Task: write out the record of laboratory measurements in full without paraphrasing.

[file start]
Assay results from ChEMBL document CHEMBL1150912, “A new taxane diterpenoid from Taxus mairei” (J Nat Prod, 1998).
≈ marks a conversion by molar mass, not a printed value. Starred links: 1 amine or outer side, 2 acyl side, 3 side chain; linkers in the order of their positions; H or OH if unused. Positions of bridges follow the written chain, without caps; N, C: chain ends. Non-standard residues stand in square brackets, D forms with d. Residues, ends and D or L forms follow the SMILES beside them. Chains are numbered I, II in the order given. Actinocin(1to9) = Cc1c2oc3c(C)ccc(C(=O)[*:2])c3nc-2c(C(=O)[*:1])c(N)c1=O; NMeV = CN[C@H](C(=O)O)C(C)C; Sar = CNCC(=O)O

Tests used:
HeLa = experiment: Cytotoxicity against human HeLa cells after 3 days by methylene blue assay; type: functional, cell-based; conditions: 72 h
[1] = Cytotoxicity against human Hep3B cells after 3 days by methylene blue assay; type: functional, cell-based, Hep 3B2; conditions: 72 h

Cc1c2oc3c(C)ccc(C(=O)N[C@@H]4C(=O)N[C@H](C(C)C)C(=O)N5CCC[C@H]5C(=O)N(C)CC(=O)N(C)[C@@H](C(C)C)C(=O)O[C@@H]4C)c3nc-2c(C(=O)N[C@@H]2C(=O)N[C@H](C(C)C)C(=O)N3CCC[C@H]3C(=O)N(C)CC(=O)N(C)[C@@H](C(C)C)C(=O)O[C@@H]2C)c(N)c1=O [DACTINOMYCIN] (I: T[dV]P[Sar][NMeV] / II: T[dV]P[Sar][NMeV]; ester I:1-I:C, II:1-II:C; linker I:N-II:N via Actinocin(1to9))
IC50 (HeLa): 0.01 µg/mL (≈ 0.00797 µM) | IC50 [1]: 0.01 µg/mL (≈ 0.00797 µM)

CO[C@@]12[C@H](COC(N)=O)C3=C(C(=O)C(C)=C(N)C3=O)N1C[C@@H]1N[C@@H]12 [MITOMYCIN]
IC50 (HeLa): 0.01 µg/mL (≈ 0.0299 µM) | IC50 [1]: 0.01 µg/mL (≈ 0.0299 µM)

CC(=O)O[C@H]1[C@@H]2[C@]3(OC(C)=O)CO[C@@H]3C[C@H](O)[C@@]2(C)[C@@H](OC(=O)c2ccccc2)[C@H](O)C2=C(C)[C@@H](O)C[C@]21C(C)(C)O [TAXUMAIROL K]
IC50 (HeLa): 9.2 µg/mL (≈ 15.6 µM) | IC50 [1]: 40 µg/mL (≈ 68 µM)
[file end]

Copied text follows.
Assay results from ChEMBL document CHEMBL1150912, “A new taxane diterpenoid from Taxus mairei” (J Nat Prod, 1998).
≈ marks a conversion by molar mass, not a printed value. Starred links: 1 amine or outer side, 2 acyl side, 3 side chain; linkers in the order of their positions; H or OH if unused. Positions of bridges follow the written chain, without caps; N, C: chain ends. Non-standard residues stand in square brackets, D forms with d. Residues, ends and D or L forms follow the SMILES beside them. Chains are numbered I, II in the order given. Actinocin(1to9) = Cc1c2oc3c(C)ccc(C(=O)[*:2])c3nc-2c(C(=O)[*:1])c(N)c1=O; NMeV = CN[C@H](C(=O)O)C(C)C; Sar = CNCC(=O)O

Tests used:
HeLa = experiment: Cytotoxicity against human HeLa cells after 3 days by methylene blue assay; type: functional, cell-based; conditions: 72 h
[1] = Cytotoxicity against human Hep3B cells after 3 days by methylene blue assay; type: functional, cell-based, Hep 3B2; conditions: 72 h

Cc1c2oc3c(C)ccc(C(=O)N[C@@H]4C(=O)N[C@H](C(C)C)C(=O)N5CCC[C@H]5C(=O)N(C)CC(=O)N(C)[C@@H](C(C)C)C(=O)O[C@@H]4C)c3nc-2c(C(=O)N[C@@H]2C(=O)N[C@H](C(C)C)C(=O)N3CCC[C@H]3C(=O)N(C)CC(=O)N(C)[C@@H](C(C)C)C(=O)O[C@@H]2C)c(N)c1=O [DACTINOMYCIN] (I: T[dV]P[Sar][NMeV] / II: T[dV]P[Sar][NMeV]; ester I:1-I:C, II:1-II:C; linker I:N-II:N via Actinocin(1to9))
IC50 (HeLa): 0.01 µg/mL (≈ 0.00797 µM) | IC50 [1]: 0.01 µg/mL (≈ 0.00797 µM)

CO[C@@]12[C@H](COC(N)=O)C3=C(C(=O)C(C)=C(N)C3=O)N1C[C@@H]1N[C@@H]12 [MITOMYCIN]
IC50 (HeLa): 0.01 µg/mL (≈ 0.0299 µM) | IC50 [1]: 0.01 µg/mL (≈ 0.0299 µM)

CC(=O)O[C@H]1[C@@H]2[C@]3(OC(C)=O)CO[C@@H]3C[C@H](O)[C@@]2(C)[C@@H](OC(=O)c2ccccc2)[C@H](O)C2=C(C)[C@@H](O)C[C@]21C(C)(C)O [TAXUMAIROL K]
IC50 (HeLa): 9.2 µg/mL (≈ 15.6 µM) | IC50 [1]: 40 µg/mL (≈ 68 µM)